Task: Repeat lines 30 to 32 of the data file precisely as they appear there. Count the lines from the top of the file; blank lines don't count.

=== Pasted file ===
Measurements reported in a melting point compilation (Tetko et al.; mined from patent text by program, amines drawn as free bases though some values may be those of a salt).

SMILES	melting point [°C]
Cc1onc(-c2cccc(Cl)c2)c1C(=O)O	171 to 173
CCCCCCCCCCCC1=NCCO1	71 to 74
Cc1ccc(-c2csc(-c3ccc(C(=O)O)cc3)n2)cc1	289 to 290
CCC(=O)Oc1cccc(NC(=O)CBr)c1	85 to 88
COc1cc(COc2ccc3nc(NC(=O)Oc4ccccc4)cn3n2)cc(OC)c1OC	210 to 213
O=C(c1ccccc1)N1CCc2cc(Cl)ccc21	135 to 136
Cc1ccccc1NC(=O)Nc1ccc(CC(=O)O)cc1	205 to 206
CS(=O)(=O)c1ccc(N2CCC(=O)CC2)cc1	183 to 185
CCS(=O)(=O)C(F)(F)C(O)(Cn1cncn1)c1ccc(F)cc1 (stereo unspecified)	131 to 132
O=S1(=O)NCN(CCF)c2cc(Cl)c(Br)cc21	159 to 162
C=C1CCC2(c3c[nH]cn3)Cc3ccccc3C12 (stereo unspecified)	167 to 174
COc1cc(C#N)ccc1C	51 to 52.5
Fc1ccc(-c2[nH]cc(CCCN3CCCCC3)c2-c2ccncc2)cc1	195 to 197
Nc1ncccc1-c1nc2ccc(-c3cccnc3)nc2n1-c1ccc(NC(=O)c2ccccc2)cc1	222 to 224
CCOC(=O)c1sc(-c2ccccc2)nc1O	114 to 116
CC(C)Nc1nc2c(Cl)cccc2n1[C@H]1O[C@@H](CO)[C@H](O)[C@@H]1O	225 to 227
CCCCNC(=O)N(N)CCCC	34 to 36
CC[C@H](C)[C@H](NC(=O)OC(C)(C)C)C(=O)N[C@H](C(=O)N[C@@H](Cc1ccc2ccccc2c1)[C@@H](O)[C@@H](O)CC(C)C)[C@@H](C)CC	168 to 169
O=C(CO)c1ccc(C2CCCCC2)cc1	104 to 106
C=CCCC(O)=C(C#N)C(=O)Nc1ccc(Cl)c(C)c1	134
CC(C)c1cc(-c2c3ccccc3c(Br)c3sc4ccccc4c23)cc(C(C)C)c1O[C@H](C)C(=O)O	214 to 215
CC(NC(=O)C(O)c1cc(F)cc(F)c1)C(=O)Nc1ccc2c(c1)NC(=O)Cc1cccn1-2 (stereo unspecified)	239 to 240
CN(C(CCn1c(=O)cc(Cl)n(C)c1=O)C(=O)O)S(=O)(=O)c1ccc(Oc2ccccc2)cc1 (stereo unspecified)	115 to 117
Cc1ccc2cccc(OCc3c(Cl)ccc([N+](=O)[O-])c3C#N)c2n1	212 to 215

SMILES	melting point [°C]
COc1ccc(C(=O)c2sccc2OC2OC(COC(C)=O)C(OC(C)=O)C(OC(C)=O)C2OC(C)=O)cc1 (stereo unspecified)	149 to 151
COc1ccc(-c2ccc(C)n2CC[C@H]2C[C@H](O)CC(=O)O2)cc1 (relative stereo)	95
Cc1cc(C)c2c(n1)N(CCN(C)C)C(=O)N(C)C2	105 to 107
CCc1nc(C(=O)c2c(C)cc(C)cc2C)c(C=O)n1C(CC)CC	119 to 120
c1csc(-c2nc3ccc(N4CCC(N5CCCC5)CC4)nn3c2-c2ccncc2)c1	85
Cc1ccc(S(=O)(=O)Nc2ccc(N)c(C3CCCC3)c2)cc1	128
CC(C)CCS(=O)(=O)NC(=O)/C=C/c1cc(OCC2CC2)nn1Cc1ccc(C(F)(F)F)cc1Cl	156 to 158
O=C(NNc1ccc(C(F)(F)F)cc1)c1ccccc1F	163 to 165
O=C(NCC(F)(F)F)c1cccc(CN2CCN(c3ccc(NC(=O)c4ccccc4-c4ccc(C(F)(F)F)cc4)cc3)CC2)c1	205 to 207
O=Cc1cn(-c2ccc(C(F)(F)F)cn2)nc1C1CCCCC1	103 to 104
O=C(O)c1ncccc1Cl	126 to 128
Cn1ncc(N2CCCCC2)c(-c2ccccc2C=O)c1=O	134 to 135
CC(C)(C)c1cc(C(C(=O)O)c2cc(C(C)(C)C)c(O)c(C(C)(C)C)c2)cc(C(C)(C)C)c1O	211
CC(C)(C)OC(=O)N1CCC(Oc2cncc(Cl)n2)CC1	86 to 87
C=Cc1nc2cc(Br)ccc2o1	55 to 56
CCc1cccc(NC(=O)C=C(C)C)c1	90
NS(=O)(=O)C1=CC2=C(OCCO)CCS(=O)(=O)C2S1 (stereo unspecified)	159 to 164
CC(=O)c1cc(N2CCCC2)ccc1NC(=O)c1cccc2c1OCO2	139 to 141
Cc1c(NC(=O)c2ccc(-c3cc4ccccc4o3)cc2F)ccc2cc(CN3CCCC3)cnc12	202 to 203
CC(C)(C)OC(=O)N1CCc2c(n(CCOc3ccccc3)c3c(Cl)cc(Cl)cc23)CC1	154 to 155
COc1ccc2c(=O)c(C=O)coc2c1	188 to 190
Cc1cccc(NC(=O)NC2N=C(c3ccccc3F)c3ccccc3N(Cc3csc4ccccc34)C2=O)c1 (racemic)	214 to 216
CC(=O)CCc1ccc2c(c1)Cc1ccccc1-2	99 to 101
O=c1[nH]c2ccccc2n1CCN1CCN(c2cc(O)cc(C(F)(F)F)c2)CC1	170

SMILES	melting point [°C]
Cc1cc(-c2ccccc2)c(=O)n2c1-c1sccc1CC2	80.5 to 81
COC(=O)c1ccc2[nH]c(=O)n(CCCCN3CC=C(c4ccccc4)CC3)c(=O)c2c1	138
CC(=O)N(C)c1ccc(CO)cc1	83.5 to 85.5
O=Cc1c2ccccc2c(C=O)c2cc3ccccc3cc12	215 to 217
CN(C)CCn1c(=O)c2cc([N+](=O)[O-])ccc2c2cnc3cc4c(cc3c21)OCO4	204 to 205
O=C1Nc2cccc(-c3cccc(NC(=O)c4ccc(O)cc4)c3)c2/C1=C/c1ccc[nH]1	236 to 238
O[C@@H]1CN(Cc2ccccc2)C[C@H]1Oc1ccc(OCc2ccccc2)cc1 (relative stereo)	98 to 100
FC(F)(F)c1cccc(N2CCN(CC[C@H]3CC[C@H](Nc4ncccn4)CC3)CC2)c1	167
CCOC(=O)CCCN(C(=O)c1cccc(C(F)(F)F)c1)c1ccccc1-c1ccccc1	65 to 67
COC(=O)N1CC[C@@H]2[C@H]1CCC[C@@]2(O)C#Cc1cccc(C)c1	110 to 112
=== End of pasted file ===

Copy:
Cc1cc(C)c2c(n1)N(CCN(C)C)C(=O)N(C)C2	105 to 107
CCc1nc(C(=O)c2c(C)cc(C)cc2C)c(C=O)n1C(CC)CC	119 to 120
c1csc(-c2nc3ccc(N4CCC(N5CCCC5)CC4)nn3c2-c2ccncc2)c1	85